Home > Climate Smart Agriculture Sourcebook > Enabling Frameworks > C6 The role of gender in Climate-Smart Agriculture > C6 – 8 Gender equality on the global climate change agenda
Climate Smart Agriculture Sourcebook

The role of gender in Climate-Smart Agriculture

Enabling Frameworks

Gender equality on the global climate change agenda and the role of climate finance

Social inequality and social exclusion, particularly in relation to gender, have been recognized as critical issues in international development. There is a growing global awareness of the disproportionate impact of climate change on women and girls, and a broad acknowledgement of their roles as change agents capable of building the climate resilience of their households, communities and nations.

This evolution is reflected in the progress made towards integrating gender into global climate negotiations, climate planning and climate action. Parties to the United Nations Framework Convention on Climate Change (UNFCCC) now fully recognize the importance of integrating gender in UNFCCC processes and national climate policies. UNFCCC’s Lima Work Programme on Gender, adopted in 2014, and the Paris Agreement, ratified in 2016, mandate wide-ranging gender-responsive adaptation and mitigation actions and capacity-building interventions. The UNFCCC alone has more than 50 gender-specific decisions by Parties.

The Intentional Nationally Determined Contributions (INDCs), which helped build the Paris Agreement, highlight the importance countries’ place on the agriculture sectors for addressing climate change. More than 40 percent of the nearly 170 submissions mention gender-related issues to varying extents. As many as 75 percent of sub-Saharan African Parties reference 'gender' or 'women' in their INDCs, making the region a global leader in integrating gender equality into sustainable development priorities (FAO, 2016). Thirty-five countries refer to the role of women in adaptation, while 18 countries recognize the specific role of women in climate change mitigation, primarily in relation to energy emissions, sustainable or biomass energy, and livestock.

This indicates the potential to address gender-related issues and climate change adaptation simultaneously, and points at the need to further support the integration of gender issues in future national determined contributions. Agriculture has been highlighted as a priority sector that provides diverse opportunities for empowering women and reducing their vulnerability to climate change. Gender-responsive finance mechanisms will be critical for translating these ambitious policies into on-the-ground action.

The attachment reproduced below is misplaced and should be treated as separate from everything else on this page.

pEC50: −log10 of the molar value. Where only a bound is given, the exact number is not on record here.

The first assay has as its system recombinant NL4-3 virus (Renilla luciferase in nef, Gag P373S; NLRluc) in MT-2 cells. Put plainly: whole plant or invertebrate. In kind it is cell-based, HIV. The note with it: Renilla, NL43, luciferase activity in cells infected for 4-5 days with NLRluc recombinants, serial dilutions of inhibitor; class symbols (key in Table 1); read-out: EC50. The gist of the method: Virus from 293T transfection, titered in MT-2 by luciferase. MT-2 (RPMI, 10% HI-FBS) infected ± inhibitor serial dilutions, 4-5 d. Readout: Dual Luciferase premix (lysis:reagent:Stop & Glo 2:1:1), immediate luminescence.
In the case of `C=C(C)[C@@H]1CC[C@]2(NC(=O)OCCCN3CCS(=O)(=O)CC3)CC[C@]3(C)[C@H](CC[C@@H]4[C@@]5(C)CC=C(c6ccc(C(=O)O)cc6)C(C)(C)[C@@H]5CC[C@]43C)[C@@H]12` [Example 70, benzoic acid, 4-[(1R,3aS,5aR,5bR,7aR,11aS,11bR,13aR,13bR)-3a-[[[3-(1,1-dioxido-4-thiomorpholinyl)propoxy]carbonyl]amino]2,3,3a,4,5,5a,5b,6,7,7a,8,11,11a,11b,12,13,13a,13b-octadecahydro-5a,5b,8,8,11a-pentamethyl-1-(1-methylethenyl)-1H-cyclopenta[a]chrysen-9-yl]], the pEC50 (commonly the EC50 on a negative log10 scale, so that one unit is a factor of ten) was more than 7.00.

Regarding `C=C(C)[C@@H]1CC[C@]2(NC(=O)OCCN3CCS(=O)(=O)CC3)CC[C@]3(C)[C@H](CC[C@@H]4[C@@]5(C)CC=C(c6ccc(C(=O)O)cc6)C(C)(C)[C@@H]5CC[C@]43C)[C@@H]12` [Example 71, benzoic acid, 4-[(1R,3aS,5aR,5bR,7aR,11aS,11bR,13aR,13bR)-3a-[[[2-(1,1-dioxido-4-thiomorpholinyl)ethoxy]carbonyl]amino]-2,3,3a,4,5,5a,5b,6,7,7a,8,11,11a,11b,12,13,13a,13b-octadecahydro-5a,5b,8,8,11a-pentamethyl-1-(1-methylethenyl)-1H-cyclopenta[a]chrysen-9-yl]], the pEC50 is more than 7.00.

Adaptation to climate change in the agricultural sectors is expected to entail a cumulative cost of USD 225 billion until 2050 (Lobell et al., 2013). In 2014, annual global climate finance flows totalled approximately USD 391 billion. Thirty-eight per cent of this flow came from public sources, and the rest from various private sector funders (Climate Policy Initiative, 2015).

There is compelling evidence of that women are more vulnerable than men to the impacts of climate change. It is also clear that women have tremendous untapped potential to contribute to climate change adaptation and mitigation. To date, however, only a small portion of global grants address climate change and women’s rights in an integrated manner. Official development assistance (ODA) intended to both address climate change and support the achievement of gender equality accounted for 31 percent of bilateral ODA to climate change in 2014, a total of USD 8 billion. However, just 3 percent of this assistance had gender equality as a principal objective (OECD, 2015). There is clearly room for improvement in this area.

To ensure sustainable and positive results, all aspects of climate-smart agriculture, including climate finance, must recognize the gendered dimensions of climate change and actively promote gender equality and women’s empowerment in climate responses in the agricultural sectors.

Both GEF and the Green Climate Fund have corporate policies dedicated to gender equality. They request a gender-differentiated assessment of potential social and economic co-benefits of projects and programmes and explicitly call for “projects that produce economic, social and gender development co-benefits” (ODI, 2015).

The Green Climate Fund project approval process gives additional preference to projects with well-designed gender elements. One of the Fund’s high-level investment criteria focuses on gender-responsive development impact. The Green Climate Fund and UN Women have also recently published two comprehensive guidance materials: Mainstreaming Gender in Green Climate Fund Projects and Leveraging co-benefits between gender equality and climate action for sustainable development.

The Green Climate Fund Readiness Programme also provides a dedicated funding window to strengthen gender capacities of national designated authorities and improve gender integration in national investment planning.

These positive incentives can unlock additional innovative sources of finance, both public and private, and spur more gender-responsive climate investments, ensuring that climate initiatives benefit women and men equally and fully leverage women’s agency to scale up climate-smart agriculture.